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Are young adults today lacking life skills that inhibit them to determine an individual life track?

So I'm an Asian American raised under immigrant parents who came to this country to start a family. Therefore, I wasn't taught much about the system pertaining to everyday life skills. For example,

*How to do taxes
* What taxes are
* How to vote
* What political parties are
* How to write a resume/cover letter/anything related to getting a job
* How to write a check/balance a check book
* Anything to do with banking
* How to do loans for college
* How to jump start a car or other basic emergency things
* How to buy a car or house

We are distracted with the free flow of information that we forget how essential these skills are in order to promote confidence for independence.

I understand that these can be learned through parents or as you go on, but what about the 99% protesting on Wall Street? If they knew about credit scores or interest rates, would so many students have taken out those loans?

Throughout my study, I found most high school graduates who are going to college don't have any idea of what they want to study. I believe it is because they lack the confidence to believe in themselves to pursue a higher purpose in life.

I hope I explained my idea clearly enough as this is my first conversation here on TED. I hope to hear from most of you!

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  • Jul 23 2013: I am a university graduate in Canada. I was very lucky to pursue my passion for 2 reasons.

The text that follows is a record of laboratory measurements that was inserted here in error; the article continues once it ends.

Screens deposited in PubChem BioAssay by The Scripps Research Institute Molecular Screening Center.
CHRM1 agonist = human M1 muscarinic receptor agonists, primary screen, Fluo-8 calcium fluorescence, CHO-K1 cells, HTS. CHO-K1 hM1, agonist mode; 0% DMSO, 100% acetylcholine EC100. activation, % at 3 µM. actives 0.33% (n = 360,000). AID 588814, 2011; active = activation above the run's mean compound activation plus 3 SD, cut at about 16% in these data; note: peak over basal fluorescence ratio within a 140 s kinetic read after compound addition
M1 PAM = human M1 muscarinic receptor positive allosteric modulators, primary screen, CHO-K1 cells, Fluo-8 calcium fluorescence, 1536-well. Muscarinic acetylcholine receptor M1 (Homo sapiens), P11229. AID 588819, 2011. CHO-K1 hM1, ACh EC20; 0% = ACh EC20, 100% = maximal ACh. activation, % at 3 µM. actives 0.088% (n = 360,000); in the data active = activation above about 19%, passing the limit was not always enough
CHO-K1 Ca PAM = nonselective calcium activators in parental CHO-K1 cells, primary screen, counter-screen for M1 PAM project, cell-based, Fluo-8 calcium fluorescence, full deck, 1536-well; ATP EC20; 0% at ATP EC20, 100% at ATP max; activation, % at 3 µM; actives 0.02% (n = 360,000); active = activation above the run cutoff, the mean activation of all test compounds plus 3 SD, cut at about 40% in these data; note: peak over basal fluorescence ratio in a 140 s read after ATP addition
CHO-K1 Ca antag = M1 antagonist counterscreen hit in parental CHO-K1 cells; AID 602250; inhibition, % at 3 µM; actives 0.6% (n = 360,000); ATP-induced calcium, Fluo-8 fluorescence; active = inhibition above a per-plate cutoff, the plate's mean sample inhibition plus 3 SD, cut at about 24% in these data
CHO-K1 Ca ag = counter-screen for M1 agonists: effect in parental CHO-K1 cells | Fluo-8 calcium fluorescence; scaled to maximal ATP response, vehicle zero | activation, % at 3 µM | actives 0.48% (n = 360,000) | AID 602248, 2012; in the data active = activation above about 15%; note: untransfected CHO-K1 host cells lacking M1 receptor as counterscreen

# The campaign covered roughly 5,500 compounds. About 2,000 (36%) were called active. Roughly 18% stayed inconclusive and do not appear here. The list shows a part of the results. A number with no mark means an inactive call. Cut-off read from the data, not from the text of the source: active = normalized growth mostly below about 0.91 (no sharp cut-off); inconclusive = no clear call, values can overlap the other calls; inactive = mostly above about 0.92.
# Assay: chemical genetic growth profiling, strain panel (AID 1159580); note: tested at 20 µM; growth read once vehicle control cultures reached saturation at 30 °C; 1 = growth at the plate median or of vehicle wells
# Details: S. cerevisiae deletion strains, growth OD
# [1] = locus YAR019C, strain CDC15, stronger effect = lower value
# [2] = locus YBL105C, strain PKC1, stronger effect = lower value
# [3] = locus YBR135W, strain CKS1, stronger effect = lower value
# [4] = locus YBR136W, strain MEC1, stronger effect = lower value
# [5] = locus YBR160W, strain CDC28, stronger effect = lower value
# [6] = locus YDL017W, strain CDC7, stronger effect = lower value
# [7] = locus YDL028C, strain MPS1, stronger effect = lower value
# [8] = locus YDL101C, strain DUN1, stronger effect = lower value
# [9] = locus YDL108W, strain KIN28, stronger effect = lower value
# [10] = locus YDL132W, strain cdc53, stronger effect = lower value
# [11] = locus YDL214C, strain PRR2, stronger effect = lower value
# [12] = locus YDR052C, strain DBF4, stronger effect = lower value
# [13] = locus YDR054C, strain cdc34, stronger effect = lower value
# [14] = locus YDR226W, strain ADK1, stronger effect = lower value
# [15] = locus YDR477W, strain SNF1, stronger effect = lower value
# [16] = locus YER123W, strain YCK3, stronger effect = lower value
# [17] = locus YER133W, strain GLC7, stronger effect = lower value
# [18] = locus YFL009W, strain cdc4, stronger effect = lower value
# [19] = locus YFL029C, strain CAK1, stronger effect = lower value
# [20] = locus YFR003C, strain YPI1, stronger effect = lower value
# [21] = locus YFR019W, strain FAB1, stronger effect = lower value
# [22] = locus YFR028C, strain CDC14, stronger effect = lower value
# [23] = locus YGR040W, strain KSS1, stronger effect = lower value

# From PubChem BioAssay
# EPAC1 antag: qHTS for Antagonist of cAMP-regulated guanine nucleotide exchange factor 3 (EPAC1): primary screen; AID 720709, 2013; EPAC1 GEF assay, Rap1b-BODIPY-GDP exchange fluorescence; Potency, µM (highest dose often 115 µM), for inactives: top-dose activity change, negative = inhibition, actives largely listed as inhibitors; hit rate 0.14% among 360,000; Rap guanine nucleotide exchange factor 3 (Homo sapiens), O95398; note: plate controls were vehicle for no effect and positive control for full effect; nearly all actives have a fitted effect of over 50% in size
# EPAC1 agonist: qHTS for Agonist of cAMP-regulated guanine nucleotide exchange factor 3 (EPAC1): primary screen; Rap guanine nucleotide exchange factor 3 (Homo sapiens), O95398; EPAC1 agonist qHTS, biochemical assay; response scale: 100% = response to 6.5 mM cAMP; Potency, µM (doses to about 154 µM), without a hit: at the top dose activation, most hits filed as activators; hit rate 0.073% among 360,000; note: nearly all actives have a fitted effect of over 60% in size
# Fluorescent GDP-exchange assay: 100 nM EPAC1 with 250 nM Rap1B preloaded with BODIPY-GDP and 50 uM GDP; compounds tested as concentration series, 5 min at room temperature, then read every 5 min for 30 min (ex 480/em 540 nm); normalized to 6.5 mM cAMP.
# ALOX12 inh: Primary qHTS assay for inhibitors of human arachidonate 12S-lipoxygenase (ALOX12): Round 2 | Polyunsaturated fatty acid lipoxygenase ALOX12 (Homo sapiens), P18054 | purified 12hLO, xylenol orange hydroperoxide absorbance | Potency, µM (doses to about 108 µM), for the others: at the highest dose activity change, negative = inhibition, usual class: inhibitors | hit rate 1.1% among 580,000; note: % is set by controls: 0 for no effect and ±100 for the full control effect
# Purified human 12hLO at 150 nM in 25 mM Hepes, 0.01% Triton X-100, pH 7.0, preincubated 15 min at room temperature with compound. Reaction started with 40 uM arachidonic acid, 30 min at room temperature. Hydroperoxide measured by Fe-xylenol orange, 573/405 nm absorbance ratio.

- My parents told me they would always be proud of me and wanted me to find, on my own, what would make me happy.
    - I took 2 years off after high school. I took courses in the area I thought I'd want to study and then worked full time in customer service in the fashion industry. After that, I knew it was for me.

    I think there are a few things about education and career planning that need to change that would help young people leaving high school.

    - it's okay to try and be wrong. Don't stick to a degree you don't like and waste time and money just because you're already in it. Try something different. That one year in psychology could make you an even better marketer, or vice versa. No education is a waste!

    - If you're not sure, try it out. Work a warehouse/reception/customer service position in that industry to learn more before committing to a degree/diploma.

    - Accept that the first career/industry/field that you pursue might not be forever. The job market is constantly changing and there will be opportunities 10 years from now that don't exist today.

    I think the pressure to chose a career path that you will follow for the rest of your life is overwhelming. I think it should be thought of more as a journey, sometimes you're standing on a hill and can see miles ahead and know with certainty where you want to go and other times you're in a valley and it's hard to see what's next so you tread lightly, one step at a time. Sometimes you'll want to run and sometimes you'll want to rest but choosing an area of study is the first in a long line of decisions, it's just the beginning of a very exciting journey full of failures and successes. Everyone has to start somewhere.

    95% of my graduating class had been accepted to university before graduation. I hadn't applied anywhere and many people made me feel like that meant I wasn't going anywhere and that is what needs to change.
    • Jul 24 2013: Hello, Anna! I totally agree with "No education is a waste" These days, most students are eager to find their major early and want to study only that field deeply. It could be suit for someone. But I think it is better to experience and challenge anything which can be done in this moment! Time flows so fast, we do not have enough time. "Look inside yourself, and follow your heart" is important.

      Steve Jobs' speech in Stanford University : He took courses about Caligraphy, some might think it is useless, but he got a lot of help when he invented the font used in Apple mobile tools. Everything is connected!

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